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Stories from the City, Stories from the Sea

music reviewmusic reviewmusic review  out of 4 Music Review: Stories from the City, Stories from the Sea

Artist: P.J. Harvey
Genre: Rock/Pop
Release Date: October 2000

Review by Chatterbox
4 stars out of 4

Dare I say it already? This could be the best album of the year. Harvey plays all the guitars and sings better than she ever has. I've loved her since day one. After I listened to this album 3 times in a row I went back & listened to the rest of her stuff in order. I'd never talk down the older stuff but she's developed quite nicely. I am a borderline audiophile & this album is a dream come true when it comes to sound quality. She uses her trademark distorted vocals as she's done in the past...when she's singing lower it's sweet and smooth and when she gets louder the floodgates open & the distortion kicks in. Like all her stuff it's very emotional but it's not quite as angst ridden as usual...she's writing love songs like she means it.

Review by LarryG
3 stars out of 4

I have to start with a disclaimer. I've never really liked PJ Harvey. l've tried to ever since I heard her debut's Dress, a song that rocked and skillfully mocked stereotypes that wreck many women's self image. But since then I've often found Harvey's music and narcissistic persona grating. I wasn't encouraged when Stories From The City, Stories From The Sea started on Big Exit with Harvey screeching tunelessly, "I'm scared baby, I wanna run/this world's crazy, give me the gun." SFTC,SFTS isn't as bad or annoying as I feared. Harvey has written a group of mostly positive and elegantly romantic songs graced by the glow of being in love in an exciting new place. The music isn't as vivid as the lyrics but it's solid and straight forward, with less attitude to distract from the songs. The music on SFTC, SFTS is sometimes unremarkable but at other times it's quite compelling.

Good Fortune is probably the most straight forward rocker Harvey's ever done and it's a good one. Good Fortune shamelessly cops the riff from Patti Smith's Dancing Barefoot but the theft seems like homage. Smith is clearly Harvey's role model of a strong, quirky woman. Good Fortune is a sweet romantic song based in New York, Harvey's new home and the city of the CD's title. Over her clean, steady guitar line and Mick Harvey's good, rubbery bass, Harvey remembers happy downtown moments with her man, ritualistically throws her bad fortune of the top of a tall building and dreams of being "some modern day Bonnie and Clyde." You Said Something, another New York love song, is a very likable, elegant waltz. SFTC,SFTS has a bunch of decent, dreamy songs that are well written if not too exciting. A Place Called Home is a nice, pleasant song. Harvey promises a lover "a place of hope" and asks "just hold onto me." One Line and Beautiful Feeling, both based around Harvey's simply strummed guitar, are austerely beautiful, though fairly stagnant, love songs that are helped by Thom Yorke's quiet, haunting backing vocals. The Mess We're In, with Yorke taking center stage, is a highlight, as powerful and striking as the music he does with Radiohead. The gorgeous weirdness of Yorke's voice is perfect for the spacy music and Harvey's surreal tale though the last verse, with Harvey speaking, then Yorke singing, the same lines is too cutely artsy. My least favorite song is The Whores Hustle and The Hustler Whore, where Harvey uninterestingly shows off her grittiness. Kamikaze, is a familiar sounding Harvey rocker, but it gets a good edge from Mick Harvey's bass and PJ's guitar and striking falsetto. This is Love is also kind of obvious but the directness of Harvey's vocal and lyrics("I can't believe life's so complex when I just wanna sit here and watch you undress") is compelling. We Float is a very good, atmospheric finish to the CD. Harvey's vocal and minimal keyboards are suitably graceful as she sings about getting past the obsessive stage of a relationship to a more relaxed, easy state of bliss.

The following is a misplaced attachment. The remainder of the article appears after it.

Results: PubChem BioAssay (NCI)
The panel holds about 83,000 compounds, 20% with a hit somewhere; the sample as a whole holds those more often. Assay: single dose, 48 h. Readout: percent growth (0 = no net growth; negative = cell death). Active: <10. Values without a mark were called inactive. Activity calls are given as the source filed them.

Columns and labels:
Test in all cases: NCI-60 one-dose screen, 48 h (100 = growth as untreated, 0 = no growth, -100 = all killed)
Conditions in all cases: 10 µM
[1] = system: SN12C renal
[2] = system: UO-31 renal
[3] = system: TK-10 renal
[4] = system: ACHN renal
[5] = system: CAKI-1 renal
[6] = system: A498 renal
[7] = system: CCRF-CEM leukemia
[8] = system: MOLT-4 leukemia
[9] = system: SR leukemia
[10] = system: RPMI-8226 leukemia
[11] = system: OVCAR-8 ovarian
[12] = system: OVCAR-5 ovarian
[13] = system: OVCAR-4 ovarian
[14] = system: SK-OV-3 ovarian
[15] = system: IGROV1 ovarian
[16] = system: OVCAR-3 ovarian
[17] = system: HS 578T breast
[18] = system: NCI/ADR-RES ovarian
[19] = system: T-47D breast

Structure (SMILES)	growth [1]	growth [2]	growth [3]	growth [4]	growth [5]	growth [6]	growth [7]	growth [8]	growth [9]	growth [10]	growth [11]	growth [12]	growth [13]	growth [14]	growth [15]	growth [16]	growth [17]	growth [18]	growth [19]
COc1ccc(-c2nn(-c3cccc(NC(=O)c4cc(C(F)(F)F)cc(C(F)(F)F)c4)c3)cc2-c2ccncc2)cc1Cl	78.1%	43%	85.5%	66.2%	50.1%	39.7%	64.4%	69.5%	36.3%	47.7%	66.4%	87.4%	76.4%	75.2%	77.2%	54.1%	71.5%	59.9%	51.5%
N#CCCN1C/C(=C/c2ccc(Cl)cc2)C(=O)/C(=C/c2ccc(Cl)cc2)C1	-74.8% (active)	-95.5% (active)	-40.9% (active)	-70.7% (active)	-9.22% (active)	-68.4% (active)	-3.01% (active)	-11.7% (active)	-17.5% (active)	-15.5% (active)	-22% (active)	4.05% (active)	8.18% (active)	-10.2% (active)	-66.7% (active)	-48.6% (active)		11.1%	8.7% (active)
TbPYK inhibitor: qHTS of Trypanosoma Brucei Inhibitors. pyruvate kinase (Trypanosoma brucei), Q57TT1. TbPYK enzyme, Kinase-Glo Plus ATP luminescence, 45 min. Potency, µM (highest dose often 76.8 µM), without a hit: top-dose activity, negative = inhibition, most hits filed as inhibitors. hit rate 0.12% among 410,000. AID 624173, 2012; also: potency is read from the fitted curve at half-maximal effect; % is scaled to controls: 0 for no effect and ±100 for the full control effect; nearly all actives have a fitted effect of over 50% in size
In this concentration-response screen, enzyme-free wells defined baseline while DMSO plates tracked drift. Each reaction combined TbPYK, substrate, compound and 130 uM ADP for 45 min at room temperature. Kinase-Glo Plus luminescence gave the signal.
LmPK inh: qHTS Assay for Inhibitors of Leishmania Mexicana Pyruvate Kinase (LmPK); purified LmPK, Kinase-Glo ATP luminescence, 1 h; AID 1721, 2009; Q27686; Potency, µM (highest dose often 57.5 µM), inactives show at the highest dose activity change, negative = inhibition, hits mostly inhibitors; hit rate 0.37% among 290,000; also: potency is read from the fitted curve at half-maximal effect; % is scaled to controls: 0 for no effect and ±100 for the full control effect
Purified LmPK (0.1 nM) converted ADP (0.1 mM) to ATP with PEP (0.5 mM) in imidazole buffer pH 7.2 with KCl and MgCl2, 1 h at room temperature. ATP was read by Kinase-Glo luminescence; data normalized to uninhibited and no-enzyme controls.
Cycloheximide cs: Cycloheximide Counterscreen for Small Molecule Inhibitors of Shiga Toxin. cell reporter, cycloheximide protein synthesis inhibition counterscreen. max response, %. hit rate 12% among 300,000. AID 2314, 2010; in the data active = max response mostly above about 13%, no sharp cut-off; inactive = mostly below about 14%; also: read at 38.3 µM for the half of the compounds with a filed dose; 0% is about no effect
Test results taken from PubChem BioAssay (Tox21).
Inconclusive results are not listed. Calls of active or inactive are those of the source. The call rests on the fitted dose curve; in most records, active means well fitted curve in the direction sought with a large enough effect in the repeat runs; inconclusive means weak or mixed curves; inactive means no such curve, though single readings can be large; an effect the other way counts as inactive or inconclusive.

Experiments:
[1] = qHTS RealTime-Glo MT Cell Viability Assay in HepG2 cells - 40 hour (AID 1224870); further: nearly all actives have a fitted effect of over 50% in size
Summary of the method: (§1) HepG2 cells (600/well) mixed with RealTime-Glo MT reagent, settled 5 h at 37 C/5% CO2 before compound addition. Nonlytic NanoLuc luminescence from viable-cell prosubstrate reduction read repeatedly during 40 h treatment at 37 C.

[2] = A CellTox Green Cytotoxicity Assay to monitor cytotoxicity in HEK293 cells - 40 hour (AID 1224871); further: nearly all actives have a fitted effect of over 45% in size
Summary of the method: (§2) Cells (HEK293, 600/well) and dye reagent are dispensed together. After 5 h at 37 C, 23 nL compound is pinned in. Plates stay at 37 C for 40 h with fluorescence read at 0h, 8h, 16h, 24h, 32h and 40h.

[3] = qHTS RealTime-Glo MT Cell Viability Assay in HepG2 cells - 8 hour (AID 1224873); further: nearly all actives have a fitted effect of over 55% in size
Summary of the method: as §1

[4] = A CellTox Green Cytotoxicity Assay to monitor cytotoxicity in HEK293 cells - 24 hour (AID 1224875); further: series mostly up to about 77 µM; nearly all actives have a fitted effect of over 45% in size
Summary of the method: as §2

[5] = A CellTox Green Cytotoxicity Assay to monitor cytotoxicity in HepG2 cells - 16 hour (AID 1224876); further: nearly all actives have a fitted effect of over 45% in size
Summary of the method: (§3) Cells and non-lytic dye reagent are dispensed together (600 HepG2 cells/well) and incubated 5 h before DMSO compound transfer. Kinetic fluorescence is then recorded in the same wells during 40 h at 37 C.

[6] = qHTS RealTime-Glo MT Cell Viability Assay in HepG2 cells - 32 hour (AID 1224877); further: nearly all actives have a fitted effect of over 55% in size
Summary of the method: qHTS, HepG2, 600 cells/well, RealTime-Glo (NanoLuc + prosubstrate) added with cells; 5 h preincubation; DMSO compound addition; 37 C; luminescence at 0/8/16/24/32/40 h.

Stories From The City, Stories From The Sea is probably PJ Harvey's best record yet. I feel guilty that I don't like it better. It's a hard record to criticize. It's well played and sounds good. Harvey's voice has matured. Her persona has become less offputting and more appealing. The lyrics are among the best for any CD this year; direct, evocative tales of a woman who's still bright and strong but swept up by love's ecstasy. The music is good and almost always listenable though it only really grabs me on a few songs.



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